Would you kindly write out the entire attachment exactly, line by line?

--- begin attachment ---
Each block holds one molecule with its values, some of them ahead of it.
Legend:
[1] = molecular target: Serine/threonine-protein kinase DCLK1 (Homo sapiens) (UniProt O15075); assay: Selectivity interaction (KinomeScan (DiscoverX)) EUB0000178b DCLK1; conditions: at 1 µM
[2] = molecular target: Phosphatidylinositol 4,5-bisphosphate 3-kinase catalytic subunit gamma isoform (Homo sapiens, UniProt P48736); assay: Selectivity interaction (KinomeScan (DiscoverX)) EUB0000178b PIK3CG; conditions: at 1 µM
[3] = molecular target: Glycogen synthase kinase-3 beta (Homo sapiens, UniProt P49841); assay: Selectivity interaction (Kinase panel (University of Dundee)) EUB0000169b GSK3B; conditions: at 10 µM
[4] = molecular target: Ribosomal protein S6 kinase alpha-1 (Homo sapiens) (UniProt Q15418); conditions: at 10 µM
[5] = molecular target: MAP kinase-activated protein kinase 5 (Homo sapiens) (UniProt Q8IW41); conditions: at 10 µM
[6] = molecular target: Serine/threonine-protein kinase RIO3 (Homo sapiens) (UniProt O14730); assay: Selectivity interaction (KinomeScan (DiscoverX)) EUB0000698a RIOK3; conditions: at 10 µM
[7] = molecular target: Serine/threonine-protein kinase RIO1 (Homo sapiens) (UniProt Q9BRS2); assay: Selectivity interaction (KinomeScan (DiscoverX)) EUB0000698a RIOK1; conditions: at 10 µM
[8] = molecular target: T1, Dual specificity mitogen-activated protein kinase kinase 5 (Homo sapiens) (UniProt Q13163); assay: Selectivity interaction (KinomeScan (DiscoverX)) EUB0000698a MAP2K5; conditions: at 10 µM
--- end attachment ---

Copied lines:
Each block holds one molecule with its values, some of them ahead of it.
Legend:
[1] = molecular target: Serine/threonine-protein kinase DCLK1 (Homo sapiens) (UniProt O15075); assay: Selectivity interaction (KinomeScan (DiscoverX)) EUB0000178b DCLK1; conditions: at 1 µM
[2] = molecular target: Phosphatidylinositol 4,5-bisphosphate 3-kinase catalytic subunit gamma isoform (Homo sapiens, UniProt P48736); assay: Selectivity interaction (KinomeScan (DiscoverX)) EUB0000178b PIK3CG; conditions: at 1 µM
[3] = molecular target: Glycogen synthase kinase-3 beta (Homo sapiens, UniProt P49841); assay: Selectivity interaction (Kinase panel (University of Dundee)) EUB0000169b GSK3B; conditions: at 10 µM
[4] = molecular target: Ribosomal protein S6 kinase alpha-1 (Homo sapiens) (UniProt Q15418); conditions: at 10 µM
[5] = molecular target: MAP kinase-activated protein kinase 5 (Homo sapiens) (UniProt Q8IW41); conditions: at 10 µM
[6] = molecular target: Serine/threonine-protein kinase RIO3 (Homo sapiens) (UniProt O14730); assay: Selectivity interaction (KinomeScan (DiscoverX)) EUB0000698a RIOK3; conditions: at 10 µM
[7] = molecular target: Serine/threonine-protein kinase RIO1 (Homo sapiens) (UniProt Q9BRS2); assay: Selectivity interaction (KinomeScan (DiscoverX)) EUB0000698a RIOK1; conditions: at 10 µM
[8] = molecular target: T1, Dual specificity mitogen-activated protein kinase kinase 5 (Homo sapiens) (UniProt Q13163); assay: Selectivity interaction (KinomeScan (DiscoverX)) EUB0000698a MAP2K5; conditions: at 10 µM